The New York Times editorial board continued its endorsement for the legalization of marijuana on Sunday with a new push for its recreational use around the country.
The Times argued that Alaska, Oregon and the District of Columbia should follow suit and pass initiatives to legalize the recreational use of marijuana. In 2012, Colorado became the first state to cease prohibition of marijuana.
The Times called on Alaska, Oregon and the D.C. to take action on their own, asserting that Congress may never come around to repealing the ban.
"Decades of arresting people for buying, selling and using marijuana have hurt more than helped society, and minority communities have been disproportionately affected by the harsh criminal penalties of prohibition," the editorial board wrote. "Since Alaska, Oregon and the District of Columbia already allow medical marijuana, taking the next step makes good sense."
The renewed push is part of the Times' six-part series to end the prohibition and criminalization of marijuana by bringing a "national approach" to the legalization of the drug.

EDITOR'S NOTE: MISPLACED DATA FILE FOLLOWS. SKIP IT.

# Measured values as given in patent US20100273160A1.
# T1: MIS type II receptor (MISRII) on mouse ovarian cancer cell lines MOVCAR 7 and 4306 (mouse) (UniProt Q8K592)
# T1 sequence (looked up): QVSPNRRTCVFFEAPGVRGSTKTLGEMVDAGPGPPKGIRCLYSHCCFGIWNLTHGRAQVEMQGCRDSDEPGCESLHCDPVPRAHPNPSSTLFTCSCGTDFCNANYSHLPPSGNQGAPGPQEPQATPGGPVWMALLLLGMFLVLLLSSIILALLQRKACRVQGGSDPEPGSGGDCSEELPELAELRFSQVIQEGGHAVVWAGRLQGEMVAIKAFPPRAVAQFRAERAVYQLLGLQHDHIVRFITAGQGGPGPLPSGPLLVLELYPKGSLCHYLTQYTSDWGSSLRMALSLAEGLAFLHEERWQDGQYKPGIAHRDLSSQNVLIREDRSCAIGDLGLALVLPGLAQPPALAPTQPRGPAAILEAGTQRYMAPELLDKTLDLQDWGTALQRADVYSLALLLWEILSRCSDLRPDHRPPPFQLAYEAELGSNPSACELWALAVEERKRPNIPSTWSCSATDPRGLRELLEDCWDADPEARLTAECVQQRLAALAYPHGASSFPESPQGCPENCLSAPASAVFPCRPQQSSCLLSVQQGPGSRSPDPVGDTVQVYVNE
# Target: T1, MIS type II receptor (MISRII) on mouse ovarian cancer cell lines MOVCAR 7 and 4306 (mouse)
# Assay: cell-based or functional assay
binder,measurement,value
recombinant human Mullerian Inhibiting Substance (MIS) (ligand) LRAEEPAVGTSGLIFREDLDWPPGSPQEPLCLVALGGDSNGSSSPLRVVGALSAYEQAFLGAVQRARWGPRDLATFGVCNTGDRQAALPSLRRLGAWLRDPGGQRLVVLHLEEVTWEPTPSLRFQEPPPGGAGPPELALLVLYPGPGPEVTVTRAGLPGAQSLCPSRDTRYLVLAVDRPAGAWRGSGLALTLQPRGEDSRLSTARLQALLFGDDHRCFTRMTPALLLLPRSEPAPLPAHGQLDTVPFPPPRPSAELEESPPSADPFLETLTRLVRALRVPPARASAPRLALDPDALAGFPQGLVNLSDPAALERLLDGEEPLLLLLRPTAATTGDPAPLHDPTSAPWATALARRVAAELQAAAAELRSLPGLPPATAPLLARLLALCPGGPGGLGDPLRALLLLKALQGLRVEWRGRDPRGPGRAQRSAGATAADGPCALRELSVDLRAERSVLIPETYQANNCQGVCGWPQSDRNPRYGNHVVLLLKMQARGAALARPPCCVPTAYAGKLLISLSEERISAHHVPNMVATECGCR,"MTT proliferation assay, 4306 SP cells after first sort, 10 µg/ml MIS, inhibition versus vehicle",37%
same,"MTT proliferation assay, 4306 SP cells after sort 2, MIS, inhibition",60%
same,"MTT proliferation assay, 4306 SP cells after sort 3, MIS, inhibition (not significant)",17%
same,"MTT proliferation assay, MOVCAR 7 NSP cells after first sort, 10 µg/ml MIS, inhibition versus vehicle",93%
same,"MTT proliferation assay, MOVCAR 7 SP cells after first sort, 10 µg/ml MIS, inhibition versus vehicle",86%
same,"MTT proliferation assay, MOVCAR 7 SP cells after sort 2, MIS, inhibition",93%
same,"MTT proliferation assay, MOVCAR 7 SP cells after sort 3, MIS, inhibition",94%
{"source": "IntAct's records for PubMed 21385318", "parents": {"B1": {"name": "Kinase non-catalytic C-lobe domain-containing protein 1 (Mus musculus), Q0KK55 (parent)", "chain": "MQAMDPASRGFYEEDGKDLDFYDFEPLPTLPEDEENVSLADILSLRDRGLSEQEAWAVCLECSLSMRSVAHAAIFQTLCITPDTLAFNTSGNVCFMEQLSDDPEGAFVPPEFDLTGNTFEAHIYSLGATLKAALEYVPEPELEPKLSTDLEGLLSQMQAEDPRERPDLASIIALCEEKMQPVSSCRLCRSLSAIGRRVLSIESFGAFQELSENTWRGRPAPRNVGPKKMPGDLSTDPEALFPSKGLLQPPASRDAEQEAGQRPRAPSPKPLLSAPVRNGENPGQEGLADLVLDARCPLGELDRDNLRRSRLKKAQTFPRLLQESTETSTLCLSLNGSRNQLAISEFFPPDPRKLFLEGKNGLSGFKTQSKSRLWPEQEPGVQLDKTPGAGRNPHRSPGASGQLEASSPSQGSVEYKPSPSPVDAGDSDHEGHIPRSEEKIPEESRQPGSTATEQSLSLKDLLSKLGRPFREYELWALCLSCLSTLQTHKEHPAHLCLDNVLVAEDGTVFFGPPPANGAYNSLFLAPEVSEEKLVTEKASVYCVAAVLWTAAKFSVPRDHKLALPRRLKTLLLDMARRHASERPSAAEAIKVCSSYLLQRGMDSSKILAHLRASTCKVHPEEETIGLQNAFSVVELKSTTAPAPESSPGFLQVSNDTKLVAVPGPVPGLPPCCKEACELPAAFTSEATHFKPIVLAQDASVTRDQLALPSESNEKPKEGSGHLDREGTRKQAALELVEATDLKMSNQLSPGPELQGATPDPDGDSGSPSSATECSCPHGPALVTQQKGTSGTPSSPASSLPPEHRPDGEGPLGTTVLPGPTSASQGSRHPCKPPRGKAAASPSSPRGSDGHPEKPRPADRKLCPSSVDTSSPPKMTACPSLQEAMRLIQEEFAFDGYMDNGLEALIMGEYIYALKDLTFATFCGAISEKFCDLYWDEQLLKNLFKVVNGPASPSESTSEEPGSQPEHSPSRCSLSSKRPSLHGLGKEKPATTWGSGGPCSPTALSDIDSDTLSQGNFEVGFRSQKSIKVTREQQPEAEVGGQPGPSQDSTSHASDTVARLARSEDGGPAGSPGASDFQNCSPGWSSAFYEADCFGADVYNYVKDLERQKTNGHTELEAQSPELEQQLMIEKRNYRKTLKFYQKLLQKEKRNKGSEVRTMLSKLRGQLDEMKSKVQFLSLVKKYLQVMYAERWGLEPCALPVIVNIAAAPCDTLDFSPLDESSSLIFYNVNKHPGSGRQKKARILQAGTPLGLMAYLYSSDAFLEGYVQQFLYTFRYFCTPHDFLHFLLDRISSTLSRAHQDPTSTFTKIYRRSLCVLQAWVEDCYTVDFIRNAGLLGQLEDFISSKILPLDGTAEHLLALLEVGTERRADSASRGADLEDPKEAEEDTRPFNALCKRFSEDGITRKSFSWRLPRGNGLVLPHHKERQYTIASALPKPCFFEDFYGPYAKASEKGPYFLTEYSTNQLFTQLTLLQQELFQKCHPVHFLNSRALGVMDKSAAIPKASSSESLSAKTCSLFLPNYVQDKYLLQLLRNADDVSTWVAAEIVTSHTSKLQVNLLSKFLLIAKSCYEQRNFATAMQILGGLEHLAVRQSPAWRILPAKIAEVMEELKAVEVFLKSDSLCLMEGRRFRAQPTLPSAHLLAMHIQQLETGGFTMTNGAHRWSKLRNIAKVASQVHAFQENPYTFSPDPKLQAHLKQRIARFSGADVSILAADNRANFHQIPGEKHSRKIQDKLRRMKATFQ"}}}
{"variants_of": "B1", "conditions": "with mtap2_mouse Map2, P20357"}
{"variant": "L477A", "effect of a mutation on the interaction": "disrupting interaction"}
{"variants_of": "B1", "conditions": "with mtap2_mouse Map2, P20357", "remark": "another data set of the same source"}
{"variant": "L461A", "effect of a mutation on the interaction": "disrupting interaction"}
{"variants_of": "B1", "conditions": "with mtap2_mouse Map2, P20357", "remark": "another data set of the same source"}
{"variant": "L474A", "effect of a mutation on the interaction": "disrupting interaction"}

The Times has been criticized before for their efforts by the Office of National Drug Control Policy staff, who said that the work of the editorial board "ignores the science" and "fails to address public health problems" of marijuana legalization. The board fired back at such opponents Sunday, arguing that more widespread usage could actually bring increased revenue to states and lead to safer drug consumption. They pointed again to Colorado as an example of how legalization does not end in disaster:
"The sky over Colorado has not fallen, and prohibition has proved to be a complete failure," the board wrote. "It’s time to bring the marijuana market out into the open and end the injustice of arrests and convictions that have devastated communities."
Read the full post here.